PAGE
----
As Egypt continues exploding in violence, Hosni Mubarak, the country's former leader for nearly three decades, was acquitted of corruption charges.
A picture of ousted Egyptian president Hosni Mubarak is placed on the back of a supporter outside the police academy in Cairo during a hearing in his retrial on July 6, 2013. Lawyers for Mubarak entered a not guilty plea when his retrial for alleged complicity in the killings of protesters in 2011 resumed. Credit: AFP/Getty Images
Mubarak was the Egyptian president from 1981 to 2011 when he was ousted after a popular uprising that was part of the “Arab Spring.” Mubarak could still face charges for the killing of hundreds of demonstrators, but his attorney Fareed El-Deeb said his client would be free man for now after the acquittal.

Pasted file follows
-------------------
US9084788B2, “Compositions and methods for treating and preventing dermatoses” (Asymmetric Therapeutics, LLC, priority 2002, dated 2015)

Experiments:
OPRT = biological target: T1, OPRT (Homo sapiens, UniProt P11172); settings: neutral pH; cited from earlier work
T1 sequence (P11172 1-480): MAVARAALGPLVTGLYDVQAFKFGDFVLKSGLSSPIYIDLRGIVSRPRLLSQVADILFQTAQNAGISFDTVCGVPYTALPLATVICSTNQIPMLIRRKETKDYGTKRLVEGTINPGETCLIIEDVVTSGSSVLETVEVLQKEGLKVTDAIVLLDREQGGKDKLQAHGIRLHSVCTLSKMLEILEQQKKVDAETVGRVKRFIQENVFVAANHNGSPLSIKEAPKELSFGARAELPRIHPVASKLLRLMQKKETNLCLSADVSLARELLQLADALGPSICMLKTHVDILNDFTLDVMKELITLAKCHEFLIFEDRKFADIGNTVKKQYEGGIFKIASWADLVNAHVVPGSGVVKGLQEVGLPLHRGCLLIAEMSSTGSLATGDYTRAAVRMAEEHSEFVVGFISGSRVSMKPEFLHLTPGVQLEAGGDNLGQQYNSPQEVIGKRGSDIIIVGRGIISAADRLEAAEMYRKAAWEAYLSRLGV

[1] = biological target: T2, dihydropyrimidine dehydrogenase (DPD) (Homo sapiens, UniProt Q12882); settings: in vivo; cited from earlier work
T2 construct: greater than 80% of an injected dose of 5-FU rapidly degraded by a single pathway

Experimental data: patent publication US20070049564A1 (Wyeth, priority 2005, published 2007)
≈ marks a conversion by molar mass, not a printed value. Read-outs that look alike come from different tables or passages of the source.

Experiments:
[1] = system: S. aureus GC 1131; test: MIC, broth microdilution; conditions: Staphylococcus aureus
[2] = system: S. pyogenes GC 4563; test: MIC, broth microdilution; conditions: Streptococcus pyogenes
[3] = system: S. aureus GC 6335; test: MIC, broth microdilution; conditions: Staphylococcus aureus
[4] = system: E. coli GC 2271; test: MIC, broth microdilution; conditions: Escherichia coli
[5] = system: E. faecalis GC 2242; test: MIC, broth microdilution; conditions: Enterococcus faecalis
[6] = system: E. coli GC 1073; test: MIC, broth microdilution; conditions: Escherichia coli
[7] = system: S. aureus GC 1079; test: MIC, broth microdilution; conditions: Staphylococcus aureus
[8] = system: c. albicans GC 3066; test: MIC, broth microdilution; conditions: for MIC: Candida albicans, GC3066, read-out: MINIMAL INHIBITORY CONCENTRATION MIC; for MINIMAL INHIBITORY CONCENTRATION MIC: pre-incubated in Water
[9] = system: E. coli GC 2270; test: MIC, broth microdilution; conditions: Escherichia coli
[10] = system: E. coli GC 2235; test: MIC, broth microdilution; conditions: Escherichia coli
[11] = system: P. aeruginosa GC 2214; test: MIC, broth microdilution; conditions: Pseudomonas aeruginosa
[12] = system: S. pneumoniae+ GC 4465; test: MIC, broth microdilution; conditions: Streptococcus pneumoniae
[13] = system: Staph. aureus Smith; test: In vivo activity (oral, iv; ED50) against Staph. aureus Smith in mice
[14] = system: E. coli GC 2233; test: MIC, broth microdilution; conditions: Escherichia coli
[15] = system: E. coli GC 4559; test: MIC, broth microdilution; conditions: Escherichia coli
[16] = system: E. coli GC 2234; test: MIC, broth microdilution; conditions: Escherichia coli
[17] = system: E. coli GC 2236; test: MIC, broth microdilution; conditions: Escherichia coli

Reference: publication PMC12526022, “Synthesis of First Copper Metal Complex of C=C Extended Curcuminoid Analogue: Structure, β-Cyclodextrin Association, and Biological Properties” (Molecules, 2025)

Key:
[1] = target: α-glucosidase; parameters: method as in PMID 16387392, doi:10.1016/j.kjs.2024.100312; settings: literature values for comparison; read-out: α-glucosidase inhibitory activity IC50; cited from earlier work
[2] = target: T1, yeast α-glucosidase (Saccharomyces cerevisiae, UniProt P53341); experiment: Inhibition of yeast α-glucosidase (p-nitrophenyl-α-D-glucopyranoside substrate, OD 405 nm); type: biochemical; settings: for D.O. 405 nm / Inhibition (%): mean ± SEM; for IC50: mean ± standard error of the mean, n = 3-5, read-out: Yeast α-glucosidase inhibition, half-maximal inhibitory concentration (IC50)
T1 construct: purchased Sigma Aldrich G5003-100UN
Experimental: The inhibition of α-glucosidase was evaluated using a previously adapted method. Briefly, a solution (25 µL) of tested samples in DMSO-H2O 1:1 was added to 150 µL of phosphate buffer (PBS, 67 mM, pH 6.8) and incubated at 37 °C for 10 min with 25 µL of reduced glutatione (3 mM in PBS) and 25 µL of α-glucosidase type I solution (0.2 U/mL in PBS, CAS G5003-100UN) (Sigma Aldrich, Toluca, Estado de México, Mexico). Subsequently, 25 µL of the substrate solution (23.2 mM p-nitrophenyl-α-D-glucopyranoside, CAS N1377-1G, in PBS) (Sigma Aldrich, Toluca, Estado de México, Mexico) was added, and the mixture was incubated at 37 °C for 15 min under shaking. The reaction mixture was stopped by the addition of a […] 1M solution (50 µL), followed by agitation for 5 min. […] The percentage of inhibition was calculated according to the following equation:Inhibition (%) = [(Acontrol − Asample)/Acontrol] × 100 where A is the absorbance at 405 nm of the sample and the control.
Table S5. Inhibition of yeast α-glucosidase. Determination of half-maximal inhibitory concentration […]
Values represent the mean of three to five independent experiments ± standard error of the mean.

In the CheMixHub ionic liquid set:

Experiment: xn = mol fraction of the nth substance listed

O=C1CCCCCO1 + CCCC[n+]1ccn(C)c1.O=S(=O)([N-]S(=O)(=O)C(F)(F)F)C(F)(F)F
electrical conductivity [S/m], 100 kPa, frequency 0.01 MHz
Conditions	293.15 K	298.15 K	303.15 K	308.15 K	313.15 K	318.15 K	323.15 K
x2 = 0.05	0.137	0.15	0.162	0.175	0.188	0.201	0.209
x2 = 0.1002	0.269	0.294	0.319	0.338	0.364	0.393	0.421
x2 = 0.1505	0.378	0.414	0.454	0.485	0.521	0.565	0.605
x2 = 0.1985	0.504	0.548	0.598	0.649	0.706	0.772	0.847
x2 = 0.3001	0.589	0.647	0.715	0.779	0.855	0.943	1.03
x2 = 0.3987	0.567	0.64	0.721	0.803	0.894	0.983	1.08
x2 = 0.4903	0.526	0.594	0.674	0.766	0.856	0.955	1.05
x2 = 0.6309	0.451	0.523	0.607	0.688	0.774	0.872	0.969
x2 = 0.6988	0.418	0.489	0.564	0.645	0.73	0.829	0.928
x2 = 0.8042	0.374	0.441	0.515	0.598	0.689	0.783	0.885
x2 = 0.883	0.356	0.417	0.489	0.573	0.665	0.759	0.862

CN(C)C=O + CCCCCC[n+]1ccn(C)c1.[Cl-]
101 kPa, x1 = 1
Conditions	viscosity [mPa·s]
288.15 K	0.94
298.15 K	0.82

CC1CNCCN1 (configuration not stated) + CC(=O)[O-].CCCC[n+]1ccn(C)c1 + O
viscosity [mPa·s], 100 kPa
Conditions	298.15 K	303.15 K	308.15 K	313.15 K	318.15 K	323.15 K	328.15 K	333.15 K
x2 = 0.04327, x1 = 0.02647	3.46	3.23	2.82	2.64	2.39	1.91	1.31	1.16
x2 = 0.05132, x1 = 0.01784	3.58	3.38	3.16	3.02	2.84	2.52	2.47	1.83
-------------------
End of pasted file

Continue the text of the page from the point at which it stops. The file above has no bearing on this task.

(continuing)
After initially being sentenced to life for the killing of protestors, Mubarak challenged the verdict and was granted a new trial, yet to be set. As TheBlaze noted early Monday, Egyptian court officials told the Associated Press that Mubarak could gain freedom ahead of a retrial. Under Egyptian law, a retrial must be held within two years.
Mubarak was ousted and the military took over the government before a transition to democracy, when Mohammed Morsi, of the Muslim Brotherhood, was elected president. Morsi was deposed after a year in office after similar demonstrations that led to Mubarak's ouster. Military is again in charge of the government and is cracking down on pro-Morsi activist.